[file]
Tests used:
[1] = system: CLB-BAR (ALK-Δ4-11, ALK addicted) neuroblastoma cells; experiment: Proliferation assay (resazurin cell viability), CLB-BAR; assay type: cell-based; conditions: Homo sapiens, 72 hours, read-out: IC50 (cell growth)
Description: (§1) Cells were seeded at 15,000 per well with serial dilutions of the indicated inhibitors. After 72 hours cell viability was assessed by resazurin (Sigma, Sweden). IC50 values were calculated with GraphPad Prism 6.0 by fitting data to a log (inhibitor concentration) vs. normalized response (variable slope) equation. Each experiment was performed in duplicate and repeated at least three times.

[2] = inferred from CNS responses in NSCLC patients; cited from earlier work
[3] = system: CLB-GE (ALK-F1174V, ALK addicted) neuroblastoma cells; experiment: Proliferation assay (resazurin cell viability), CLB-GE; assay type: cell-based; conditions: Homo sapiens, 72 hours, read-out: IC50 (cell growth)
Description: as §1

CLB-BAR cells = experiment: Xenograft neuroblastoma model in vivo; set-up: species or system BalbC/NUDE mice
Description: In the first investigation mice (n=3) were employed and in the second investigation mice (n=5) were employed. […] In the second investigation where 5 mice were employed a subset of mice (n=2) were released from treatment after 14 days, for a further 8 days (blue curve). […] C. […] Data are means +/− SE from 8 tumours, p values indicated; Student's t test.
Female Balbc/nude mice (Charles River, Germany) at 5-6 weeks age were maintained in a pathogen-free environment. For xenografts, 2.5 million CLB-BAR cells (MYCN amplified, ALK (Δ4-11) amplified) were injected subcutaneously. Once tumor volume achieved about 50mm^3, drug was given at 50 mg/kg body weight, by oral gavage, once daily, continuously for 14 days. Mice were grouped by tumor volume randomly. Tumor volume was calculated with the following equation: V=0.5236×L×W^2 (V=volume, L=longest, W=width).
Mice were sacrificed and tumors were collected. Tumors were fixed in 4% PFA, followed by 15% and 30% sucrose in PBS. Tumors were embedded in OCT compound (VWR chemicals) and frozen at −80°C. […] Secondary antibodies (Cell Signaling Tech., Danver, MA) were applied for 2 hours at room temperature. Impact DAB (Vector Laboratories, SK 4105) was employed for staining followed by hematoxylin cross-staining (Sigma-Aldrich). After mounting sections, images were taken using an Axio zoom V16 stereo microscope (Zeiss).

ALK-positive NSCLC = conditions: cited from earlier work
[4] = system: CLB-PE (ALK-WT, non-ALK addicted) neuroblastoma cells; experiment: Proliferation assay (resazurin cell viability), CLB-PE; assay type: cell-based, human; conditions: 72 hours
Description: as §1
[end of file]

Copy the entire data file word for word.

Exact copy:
Tests used:
[1] = system: CLB-BAR (ALK-Δ4-11, ALK addicted) neuroblastoma cells; experiment: Proliferation assay (resazurin cell viability), CLB-BAR; assay type: cell-based; conditions: Homo sapiens, 72 hours, read-out: IC50 (cell growth)
Description: (§1) Cells were seeded at 15,000 per well with serial dilutions of the indicated inhibitors. After 72 hours cell viability was assessed by resazurin (Sigma, Sweden). IC50 values were calculated with GraphPad Prism 6.0 by fitting data to a log (inhibitor concentration) vs. normalized response (variable slope) equation. Each experiment was performed in duplicate and repeated at least three times.

[2] = inferred from CNS responses in NSCLC patients; cited from earlier work
[3] = system: CLB-GE (ALK-F1174V, ALK addicted) neuroblastoma cells; experiment: Proliferation assay (resazurin cell viability), CLB-GE; assay type: cell-based; conditions: Homo sapiens, 72 hours, read-out: IC50 (cell growth)
Description: as §1

CLB-BAR cells = experiment: Xenograft neuroblastoma model in vivo; set-up: species or system BalbC/NUDE mice
Description: In the first investigation mice (n=3) were employed and in the second investigation mice (n=5) were employed. […] In the second investigation where 5 mice were employed a subset of mice (n=2) were released from treatment after 14 days, for a further 8 days (blue curve). […] C. […] Data are means +/− SE from 8 tumours, p values indicated; Student's t test.
Female Balbc/nude mice (Charles River, Germany) at 5-6 weeks age were maintained in a pathogen-free environment. For xenografts, 2.5 million CLB-BAR cells (MYCN amplified, ALK (Δ4-11) amplified) were injected subcutaneously. Once tumor volume achieved about 50mm^3, drug was given at 50 mg/kg body weight, by oral gavage, once daily, continuously for 14 days. Mice were grouped by tumor volume randomly. Tumor volume was calculated with the following equation: V=0.5236×L×W^2 (V=volume, L=longest, W=width).
Mice were sacrificed and tumors were collected. Tumors were fixed in 4% PFA, followed by 15% and 30% sucrose in PBS. Tumors were embedded in OCT compound (VWR chemicals) and frozen at −80°C. […] Secondary antibodies (Cell Signaling Tech., Danver, MA) were applied for 2 hours at room temperature. Impact DAB (Vector Laboratories, SK 4105) was employed for staining followed by hematoxylin cross-staining (Sigma-Aldrich). After mounting sections, images were taken using an Axio zoom V16 stereo microscope (Zeiss).

ALK-positive NSCLC = conditions: cited from earlier work
[4] = system: CLB-PE (ALK-WT, non-ALK addicted) neuroblastoma cells; experiment: Proliferation assay (resazurin cell viability), CLB-PE; assay type: cell-based, human; conditions: 72 hours
Description: as §1